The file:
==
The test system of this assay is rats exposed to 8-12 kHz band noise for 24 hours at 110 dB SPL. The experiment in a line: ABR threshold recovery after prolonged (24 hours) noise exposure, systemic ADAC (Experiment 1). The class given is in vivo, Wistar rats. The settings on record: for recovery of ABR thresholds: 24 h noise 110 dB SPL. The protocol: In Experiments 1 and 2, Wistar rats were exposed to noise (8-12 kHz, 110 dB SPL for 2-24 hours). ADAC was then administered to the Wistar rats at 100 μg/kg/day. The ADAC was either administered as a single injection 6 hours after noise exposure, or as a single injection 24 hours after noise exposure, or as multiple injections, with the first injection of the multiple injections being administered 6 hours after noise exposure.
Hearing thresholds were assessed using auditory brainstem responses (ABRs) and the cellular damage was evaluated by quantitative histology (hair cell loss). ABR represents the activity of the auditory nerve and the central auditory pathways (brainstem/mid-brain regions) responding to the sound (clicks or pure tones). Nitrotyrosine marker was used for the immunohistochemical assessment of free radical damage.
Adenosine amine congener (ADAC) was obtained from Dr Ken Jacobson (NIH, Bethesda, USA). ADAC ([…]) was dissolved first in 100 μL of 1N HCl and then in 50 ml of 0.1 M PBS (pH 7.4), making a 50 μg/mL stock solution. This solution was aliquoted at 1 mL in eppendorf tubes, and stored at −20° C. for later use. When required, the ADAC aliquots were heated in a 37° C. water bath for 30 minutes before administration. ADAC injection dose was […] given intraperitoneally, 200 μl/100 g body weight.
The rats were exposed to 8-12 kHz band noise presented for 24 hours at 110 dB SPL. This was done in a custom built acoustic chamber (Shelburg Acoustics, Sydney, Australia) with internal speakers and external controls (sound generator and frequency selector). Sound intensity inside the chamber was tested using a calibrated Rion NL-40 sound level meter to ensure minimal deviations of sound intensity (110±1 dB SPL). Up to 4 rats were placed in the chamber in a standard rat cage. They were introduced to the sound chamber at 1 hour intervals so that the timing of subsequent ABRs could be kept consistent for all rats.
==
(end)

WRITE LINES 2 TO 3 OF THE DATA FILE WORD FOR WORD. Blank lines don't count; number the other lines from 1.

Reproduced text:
Hearing thresholds were assessed using auditory brainstem responses (ABRs) and the cellular damage was evaluated by quantitative histology (hair cell loss). ABR represents the activity of the auditory nerve and the central auditory pathways (brainstem/mid-brain regions) responding to the sound (clicks or pure tones). Nitrotyrosine marker was used for the immunohistochemical assessment of free radical damage.
Adenosine amine congener (ADAC) was obtained from Dr Ken Jacobson (NIH, Bethesda, USA). ADAC ([…]) was dissolved first in 100 μL of 1N HCl and then in 50 ml of 0.1 M PBS (pH 7.4), making a 50 μg/mL stock solution. This solution was aliquoted at 1 mL in eppendorf tubes, and stored at −20° C. for later use. When required, the ADAC aliquots were heated in a 37° C. water bath for 30 minutes before administration. ADAC injection dose was […] given intraperitoneally, 200 μl/100 g body weight.